What cost mitochondria? The maintenance of functional mitochondrial DNA within and across generations

D.K. Aanen, J.N. Spelbrink, M. Beekman

Research output: Contribution to journalArticleAcademicpeer-review

28 Citations (Scopus)

Abstract

The peculiar biology of mitochondrial DNA (mtDNA) potentially has detrimental consequences for organismal health and lifespan. Typically, eukaryotic cells contain multiple mitochondria, each with multiple mtDNA genomes. The high copy number of mtDNA implies that selection on mtDNA functionality is relaxed. Furthermore, because mtDNA replication is not strictly regulated, within-cell selection may favour mtDNA variants with a replication advantage, but a deleterious effect on cell fitness. The opportunities for selfish mtDNA mutations to spread are restricted by various organism-level adaptations, such as uniparental transmission, germline mtDNA bottlenecks, germline selection and, during somatic growth, regular alternation between fusion and fission of mitochondria. These mechanisms are all hypothesized to maintain functional mtDNA. However, the strength of selection for maintenance of functional mtDNA progressively declines with age, resulting in age-related diseases. Furthermore, organismal adaptations that most probably evolved to restrict the opportunities for selfish mtDNA create secondary problems. Owing to predominantly maternal mtDNA transmission, recombination among mtDNA from different individuals is highly restricted or absent, reducing the scope for repair. Moreover, maternal inheritance precludes selection against mtDNA variants with male-specific effects. We finish by discussing the consequences of life-history differences among taxa with respect to mtDNA evolution and make a case for the use of microorganisms to experimentally manipulate levels of selection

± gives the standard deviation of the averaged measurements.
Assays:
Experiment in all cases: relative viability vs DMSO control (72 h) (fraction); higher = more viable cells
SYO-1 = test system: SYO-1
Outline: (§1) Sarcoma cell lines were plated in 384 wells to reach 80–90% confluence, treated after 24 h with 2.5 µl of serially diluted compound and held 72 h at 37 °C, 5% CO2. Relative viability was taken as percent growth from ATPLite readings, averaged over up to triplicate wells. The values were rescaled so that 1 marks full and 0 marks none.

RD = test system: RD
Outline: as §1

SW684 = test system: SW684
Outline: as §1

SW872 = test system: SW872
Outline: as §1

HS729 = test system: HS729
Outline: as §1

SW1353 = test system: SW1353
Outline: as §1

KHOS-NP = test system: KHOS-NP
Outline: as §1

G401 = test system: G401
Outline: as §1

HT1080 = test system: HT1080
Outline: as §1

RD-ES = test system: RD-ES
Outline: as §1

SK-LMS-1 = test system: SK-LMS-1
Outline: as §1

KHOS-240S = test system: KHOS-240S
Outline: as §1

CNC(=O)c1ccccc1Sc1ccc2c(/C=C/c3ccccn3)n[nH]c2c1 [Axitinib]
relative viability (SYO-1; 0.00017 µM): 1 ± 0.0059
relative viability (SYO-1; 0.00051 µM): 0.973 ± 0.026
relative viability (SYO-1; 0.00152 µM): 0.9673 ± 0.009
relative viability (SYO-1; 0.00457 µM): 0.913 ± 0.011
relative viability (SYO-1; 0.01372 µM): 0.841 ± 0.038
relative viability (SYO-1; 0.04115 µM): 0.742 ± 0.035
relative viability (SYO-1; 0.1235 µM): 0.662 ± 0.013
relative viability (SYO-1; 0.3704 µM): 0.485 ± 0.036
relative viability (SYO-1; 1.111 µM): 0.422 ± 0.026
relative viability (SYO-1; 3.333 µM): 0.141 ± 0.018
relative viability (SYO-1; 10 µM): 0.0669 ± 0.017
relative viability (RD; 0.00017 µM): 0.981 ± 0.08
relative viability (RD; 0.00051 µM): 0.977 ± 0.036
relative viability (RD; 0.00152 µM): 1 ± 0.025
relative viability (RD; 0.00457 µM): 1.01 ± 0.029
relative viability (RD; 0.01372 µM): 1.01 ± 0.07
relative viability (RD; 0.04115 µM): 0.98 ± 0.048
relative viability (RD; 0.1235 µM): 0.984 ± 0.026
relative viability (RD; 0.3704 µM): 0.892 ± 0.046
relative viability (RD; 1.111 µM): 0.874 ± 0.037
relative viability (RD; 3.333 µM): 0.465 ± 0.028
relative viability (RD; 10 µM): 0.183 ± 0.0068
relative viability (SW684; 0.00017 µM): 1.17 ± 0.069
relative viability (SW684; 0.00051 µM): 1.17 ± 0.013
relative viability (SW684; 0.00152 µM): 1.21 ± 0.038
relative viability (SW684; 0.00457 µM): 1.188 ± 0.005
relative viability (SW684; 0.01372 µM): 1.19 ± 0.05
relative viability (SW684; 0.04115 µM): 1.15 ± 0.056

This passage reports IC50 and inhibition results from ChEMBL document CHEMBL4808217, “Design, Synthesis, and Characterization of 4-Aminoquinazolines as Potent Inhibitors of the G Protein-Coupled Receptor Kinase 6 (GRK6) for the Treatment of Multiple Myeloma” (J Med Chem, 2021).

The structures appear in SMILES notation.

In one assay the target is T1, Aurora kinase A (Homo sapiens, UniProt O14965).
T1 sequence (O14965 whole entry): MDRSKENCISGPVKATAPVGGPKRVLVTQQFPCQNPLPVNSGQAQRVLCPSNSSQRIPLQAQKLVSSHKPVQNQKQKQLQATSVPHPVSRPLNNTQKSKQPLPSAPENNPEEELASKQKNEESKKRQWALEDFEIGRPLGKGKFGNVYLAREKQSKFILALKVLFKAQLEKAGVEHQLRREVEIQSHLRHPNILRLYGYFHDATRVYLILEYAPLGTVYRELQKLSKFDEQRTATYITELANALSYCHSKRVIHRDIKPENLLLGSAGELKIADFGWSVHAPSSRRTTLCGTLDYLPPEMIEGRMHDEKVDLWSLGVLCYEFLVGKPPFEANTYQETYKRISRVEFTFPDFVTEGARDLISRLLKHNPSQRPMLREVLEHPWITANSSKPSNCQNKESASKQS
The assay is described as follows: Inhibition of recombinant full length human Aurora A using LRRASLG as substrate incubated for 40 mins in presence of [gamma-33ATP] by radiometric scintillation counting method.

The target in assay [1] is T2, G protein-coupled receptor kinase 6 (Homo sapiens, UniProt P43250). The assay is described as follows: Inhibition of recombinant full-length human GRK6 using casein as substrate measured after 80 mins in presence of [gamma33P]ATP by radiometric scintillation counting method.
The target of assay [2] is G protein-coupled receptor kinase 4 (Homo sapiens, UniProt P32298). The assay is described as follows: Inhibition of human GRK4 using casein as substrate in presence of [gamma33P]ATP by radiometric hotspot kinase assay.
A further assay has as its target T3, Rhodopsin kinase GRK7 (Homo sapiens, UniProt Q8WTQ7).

Original languageEnglish
JournalPhilosophical Transactions of the Royal Society B. Biological sciences
Volume369
Issue number1646
DOIs
Publication statusPublished - 2014

Keywords

  • hereditary optic neuropathy
  • cytoplasmic inheritance
  • deletion mutants
  • evolution
  • mtdna
  • mutations
  • selection
  • disease
  • genomes
  • accumulation

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